Mark Johnson takes us inside the sights and sounds of the camp
At 9:00 AM on a Tuesday in February, 12 women hang around a gas station parking lot in Mecca.
Their heads are not covered with scarves and veils, and their bodies are decisively not hidden behind baggy cloaks.
Instead, the women’s muscled frames are lacquered with taut Pearl Izumi cycling kits. Their heads topped by sleek Catlike helmets. And this isn’t the Mecca you are thinking of in Saudi Arabia.
This Mecca is a scrubby agricultural town on the northern end of Southern California’s Salton Sea. A short drive from a rented house in Palm Desert, the Exergy-Twenty12 pro cycling team have gathered at this windblown am pm gas station for an 80-mile ride during their week-long February training camp.
Leaning on their Felt F1 road bikes, clicking shoe buckles tight and generally fidgeting to get back in the saddle, the riders listen in as Kristin Armstrong, the team’s managing partner and a 2008 Olympic time trial gold medalist, explains their route from here to Joshua Tree National Park and back to Palm Desert.
“It smells like Belgium,” team mechanic Dave Drumm remarks from the back seat of a wheel-stuffed follow car as the team rides out of town past fields of lettuce and mounds of cow manure.
20 minutes into the ride, British director sportif Simon Cope pulls the team car up to the riders and tells them Canadian Rhae Shaw is going to have a flat. This is part of the day’s drill, running through the process of mock flats and race-pace wheel changes.
A few minutes later Shaw raises her hand and pulls onto the dirt margin. Drumm leaps out of the back seat, pops a new carbon fiber Zipp wheel into her chain stay and gives Shaw a running shove down the road. The ex-triathlete who, at 35 took a leave from her job at Microsoft, became a pro cyclist, and in 2011 won stages at the Tour de Bretagne Féminin and Tour Féminin en Limousin and placed 7th at Worlds in the time trial, smoothly catches her team and pulls back into the rotation.
“Who should we have next?” Cope asks. “Heather maybe?” team founder and general manager Nicola Cranmer suggests from the shotgun seat. “She hasn’t been a bike racer that long.”
Cranmer refers to Heather Logan Sprenger, a 30-year-old Canadian who completed her doctorate in exercise physiology in 2011 and turned pro in 2009. Drumm points out that he has not yet removed the lawyer tabs from the front forks of Sprenger’s brand new team-issue Felt, so the front wheel is not a good idea. The car pulls up to the double pace lined riders and Drumm calls out, “Heather, you are going to have a rear flat!” Cope then instructs her teammates Tayler Wiles and Alison Starnes to drop back when Sprenger “punctures” and pace her back to the field.
A few minutes later, Sprenger peels off to the right. She does not raise her hand, and she comes to a slow, tentative stop. Watching from behind, Cope observes, “They need to pull in and stop.” The reluctant braking makes it difficult for the support car to know where to halt, and for the mechanic to effectively launch out of the vehicle without getting run over.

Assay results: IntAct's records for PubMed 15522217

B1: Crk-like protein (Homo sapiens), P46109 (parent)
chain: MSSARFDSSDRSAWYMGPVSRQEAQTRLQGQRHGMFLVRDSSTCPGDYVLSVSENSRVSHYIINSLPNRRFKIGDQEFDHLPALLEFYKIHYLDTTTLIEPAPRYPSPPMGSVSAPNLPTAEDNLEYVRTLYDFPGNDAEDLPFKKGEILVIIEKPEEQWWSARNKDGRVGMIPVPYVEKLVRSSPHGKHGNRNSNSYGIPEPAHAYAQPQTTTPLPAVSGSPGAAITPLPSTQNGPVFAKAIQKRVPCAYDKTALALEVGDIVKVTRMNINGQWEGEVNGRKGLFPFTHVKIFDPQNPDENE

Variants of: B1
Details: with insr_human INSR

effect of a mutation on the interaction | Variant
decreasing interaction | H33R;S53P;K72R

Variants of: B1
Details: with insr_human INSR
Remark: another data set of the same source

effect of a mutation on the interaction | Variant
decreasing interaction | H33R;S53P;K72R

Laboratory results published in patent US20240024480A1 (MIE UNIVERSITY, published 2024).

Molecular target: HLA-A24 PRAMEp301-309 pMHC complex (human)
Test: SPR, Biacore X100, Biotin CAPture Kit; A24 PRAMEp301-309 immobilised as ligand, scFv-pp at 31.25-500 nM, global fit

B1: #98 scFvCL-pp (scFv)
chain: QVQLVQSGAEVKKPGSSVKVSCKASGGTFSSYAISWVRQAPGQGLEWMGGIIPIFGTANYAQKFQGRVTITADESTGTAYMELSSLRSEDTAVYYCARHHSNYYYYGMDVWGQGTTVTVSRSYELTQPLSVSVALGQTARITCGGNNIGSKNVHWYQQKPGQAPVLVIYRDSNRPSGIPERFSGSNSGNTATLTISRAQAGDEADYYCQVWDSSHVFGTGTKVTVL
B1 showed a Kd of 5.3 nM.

Drumm has to shift Sprenger’s rear derailleur into the small cog before pulling the wheel off and popping in a new one. Back on her bike, Sprenger pulls up to the car and says “this one feels flat.” The car stops again and sure enough, the replacement tire is losing air. Drum repeats the procedure with another wheel and pushes Sprenger up the road to her soft-pedaling teammates Wiles and Starnes.
Approaching the point where this deserted desert road crosses the I-10 freeway, the team car and another team van pull off the road.
Cranmer, Cope and Drumm spread out for a half-kilometer on the right side of the road, each holding an armful of water bottles. The riders have been riding for less than an hour and don’t really need fresh bottles, but practicing negotiating the chaos of a feed zone handoff is also on the day’s agenda. 2002 US road and 2009 US time trial champion Jessica Van Garderen (previously Jessica Phillips until marrying BMC pro Tejay in 2011) plucks a bottle from a hand and yells out a brightly appreciative “Thanks!”
10 minutes after passing the feed zone, Armstrong drops back to Cope’s window and tells him she has to pee. But, she adds, “I don’t want to tell the girls.’ Armstrong, a tough, no-nonsense rider, explains that “Usually when someone says they need to stop and pee, I tell them to start racing their bikes and they will forget about it.” Today, the uber-experienced Armstrong tells Cope, she doesn’t want to “set a precedent as a pee breaker.” She disappears into the desert scrub for a minute, reappears and we motorpace her back to the field.
Beyond the freeway, the road enters the otherworldly landscapes of Box Canyon. Copper, turquoise, white and brown fins of earth jut toward the sky like the backs of prehistoric dragons. Seen from the canyon walls above, the riders look like tiny figures in a natural history museum display. The earthen ledges amplify the whir of chain over sprockets.
At 10:30, Cope asks, “Shall we have a double puncture for Coryn?” The car sidles up to the riders and Drumm informs them. They hoot with delight.
Five minutes later, Coryn Rivera, at 19 one of the younger riders on the squad, but with 40 national titles to her name also one of the most experienced, holds up her right arm, drops back and stops smartly on the right of the road.
She gets off her bike, shifts into the smallest rear cog and is already pulling her rear wheel off when Drumm appears with a wheel in each hand. She has done this before—many times—and knows exactly what to do to make both her and her mechanic’s life easier. “Who would have thought!?” she exclaims in mock surprise of her double puncture.